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MECAS(09)19 - The International Physical Trade of Sugar - a Survey

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This paper reviews the major changes and trends in the world trade flows of raw and white sugar over the past decade, the role and impact of existing and new drivers of the physical trade as well as changes in the composition of the trade by main ategory of sugar exporter and sugar importer.

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The past decade has seen a tremendous transformation in the composition of the world sugar trade. In the fast growing raw sugar market, the emergence of Brazil as a dominant origin has given rise to large quantities of sugar exports to the Middle East and Northern Africa, and to Eastern Europe, which now constitute the world’s two largest sugar trade routes. In the white sugar market, the abrupt fall in the volume of sugar exports from the European Union, following the reform of the EU Sugar Regime, has given
way to a dynamic new set of regional trade flows involving Brazil, the Middle East, Africa and the Far East, with the latter three regions participating as both main origins and destinations. These developments are linked, to a large extent, to the appearance of several new large destination refinery countries in the Middle East and North Africa as well as in Asia, further boosting import demand for high quality raw sugar (VHP) from the Western Hemisphere. Several countries with new destination refineries, like Algeria, Bangladesh, Morocco, Nigeria and the United Arab Emirates have been steadily climbing up the rankings of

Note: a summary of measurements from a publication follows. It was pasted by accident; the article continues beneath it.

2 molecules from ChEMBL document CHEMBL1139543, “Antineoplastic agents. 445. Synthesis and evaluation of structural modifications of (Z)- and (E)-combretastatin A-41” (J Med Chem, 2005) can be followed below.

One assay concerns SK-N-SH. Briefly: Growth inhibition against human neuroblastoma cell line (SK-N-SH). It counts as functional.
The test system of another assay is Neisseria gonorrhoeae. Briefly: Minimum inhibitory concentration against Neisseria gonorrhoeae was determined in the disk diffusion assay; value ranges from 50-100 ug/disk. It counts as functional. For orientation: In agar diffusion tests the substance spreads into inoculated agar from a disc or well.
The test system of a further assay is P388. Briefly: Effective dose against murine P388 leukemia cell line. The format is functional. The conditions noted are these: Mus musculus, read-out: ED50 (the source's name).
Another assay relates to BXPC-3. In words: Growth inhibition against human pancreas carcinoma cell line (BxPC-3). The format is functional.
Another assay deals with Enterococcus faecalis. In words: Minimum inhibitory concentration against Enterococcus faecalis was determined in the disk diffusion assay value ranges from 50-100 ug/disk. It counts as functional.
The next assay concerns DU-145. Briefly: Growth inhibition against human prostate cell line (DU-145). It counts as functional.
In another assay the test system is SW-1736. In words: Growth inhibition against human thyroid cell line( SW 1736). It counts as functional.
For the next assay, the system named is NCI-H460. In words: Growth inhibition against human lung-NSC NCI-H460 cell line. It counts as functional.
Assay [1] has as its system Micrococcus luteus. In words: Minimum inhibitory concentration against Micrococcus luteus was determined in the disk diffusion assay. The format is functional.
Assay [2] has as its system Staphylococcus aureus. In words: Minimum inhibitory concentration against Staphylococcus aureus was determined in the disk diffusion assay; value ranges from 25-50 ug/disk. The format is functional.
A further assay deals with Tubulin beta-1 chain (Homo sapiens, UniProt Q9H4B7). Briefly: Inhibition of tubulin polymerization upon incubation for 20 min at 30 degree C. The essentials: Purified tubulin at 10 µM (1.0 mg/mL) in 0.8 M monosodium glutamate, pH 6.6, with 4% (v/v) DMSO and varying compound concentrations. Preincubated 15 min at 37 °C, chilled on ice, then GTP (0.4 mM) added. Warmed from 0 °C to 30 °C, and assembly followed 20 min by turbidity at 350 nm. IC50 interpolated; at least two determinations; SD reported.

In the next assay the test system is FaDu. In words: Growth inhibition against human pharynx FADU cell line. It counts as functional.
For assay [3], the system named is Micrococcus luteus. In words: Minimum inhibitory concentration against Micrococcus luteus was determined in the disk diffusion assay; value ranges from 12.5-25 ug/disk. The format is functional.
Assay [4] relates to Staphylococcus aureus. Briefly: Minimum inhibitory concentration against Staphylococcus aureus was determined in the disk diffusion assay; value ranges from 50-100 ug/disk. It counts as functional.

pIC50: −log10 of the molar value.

raw sugar importers. As a result, destination refineries have increased their share in the imports of raw sugar from 48% in 2000 to over 60% today. Moreover, traditional white sugar importers with no home-grown production have been increasing their share in white sugar imports. Their share in total world trade increased from 50% to 59% between 2000-2002 and 2006-2008, a trend that is set to accelerate with the further increase in the white sugar intra-trade in Asia and Africa. In addition to a comprehensive overview on the main trade flows for raws and whites, the paper presents an analysis of trade drivers such as
freight rates and regional premiums and discounts for raw/white sugar. The increasing reliance on long haul routes for the sourcing of raw sugar in bulk has highlighted the impact that ocean freight rate volatility can have on world sugar trade flows. For instance, Brazil’s exports to Asia fell sharply last year as a result of significantly higher freight coupled with an increase in India’s export competitiveness. In addition, key industry players like producers at origin and refiners at destination have taken on a larger role in the trade, at the expense of traditional trading houses. Indeed, while in September 2008 19% of the sugar exports
leaving Brazil’s port of Santos were negotiated directly between a sugar producer and a sugar refiner at destination, this rose further to 25% in September this year.

 

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